Jean Baptiste Racine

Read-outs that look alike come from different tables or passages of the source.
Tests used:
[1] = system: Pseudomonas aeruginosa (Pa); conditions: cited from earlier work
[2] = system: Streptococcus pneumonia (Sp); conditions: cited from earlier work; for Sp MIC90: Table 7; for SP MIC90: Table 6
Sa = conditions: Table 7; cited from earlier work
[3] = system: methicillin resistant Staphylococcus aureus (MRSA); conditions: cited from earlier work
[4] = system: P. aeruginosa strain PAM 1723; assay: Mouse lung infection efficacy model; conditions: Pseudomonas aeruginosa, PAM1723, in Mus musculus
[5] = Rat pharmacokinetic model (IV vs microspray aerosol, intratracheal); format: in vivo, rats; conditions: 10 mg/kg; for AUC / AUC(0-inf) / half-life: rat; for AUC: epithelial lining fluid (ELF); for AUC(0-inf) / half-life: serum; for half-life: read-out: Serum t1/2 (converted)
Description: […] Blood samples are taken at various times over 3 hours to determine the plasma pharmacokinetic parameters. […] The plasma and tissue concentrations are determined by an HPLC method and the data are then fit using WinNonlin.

For Racine, love closely resembles a physiological disorder. It is a fatal illness with alternating moods of calm and crisis, and with deceptive hopes of recovery or fulfilment (Andromaque, ll. 1441–1448; Phèdre,the final remission culminating in a quick death. Relieve “pangs of despised love” by having (or, in Phèdre’s case, allowing) death. Thus the association with suffering. A Jansenist by birth and education, Racine was deeply influenced by its sense of fatalism. Jansenism was a Catholic theological movement, primarily in France, that emphasized original sin which has been Racine’s tragic vision. The quality of Racine’s poetry is perhaps his greatest contribution to French literature. His use of the alexandrine poetic line is considered exceptional in its harmony, simplicity and elegance. But, being a Christian, he could no longer assume, as did Æschylus and Sophocles, that God is merciless in leading men to a doom which they do not foresee. Instead, destiny becomes (at least, in the secular plays) the uncontrollable frenzy of unrequited love or force of sexual passion within the human being; in Racine, a characteristic of tragedy, is not merely an action performed in all good faith which subsequently has the direst consequences (Œdipus’s killing a stranger on the road to Thebes, and marrying the widowed Queen of Thebes after solving the Sphinx’s riddle), nor is it simply an error of judgment (as when Deianira, in the Hercules Furens of Seneca the Younger, kills her husband when intending to win back his love); it is a flaw of character. His tragic characters are aware of, but can do nothing to overcome, the blemish which leads them on to a catastrophe. And the tragic recognition, or anagnorisis, of wrong-doing is not confined. His main characters are monsters, and stand out in glaring contrast to the regularity of the plays’ structure and versification. His conception of the ambivalence of love: “ne puis-je savoir si j’aime, ou si je haïs? I don’t know if I hate you or love you.” Racine’s work faced many criticisms from his contemporaries. One was the lack of historic veracity in plays such as Britannicus (1669) and Mithridate (1673). Racine was quick to point out that his greatest critics – his rival dramatists – were among the biggest offenders in this respect. Another major criticism levelled at him was the lack of incident in his tragedy Bérénice (1670). Racine’s response was that the greatest tragedy does not necessarily consist in bloodshed and death.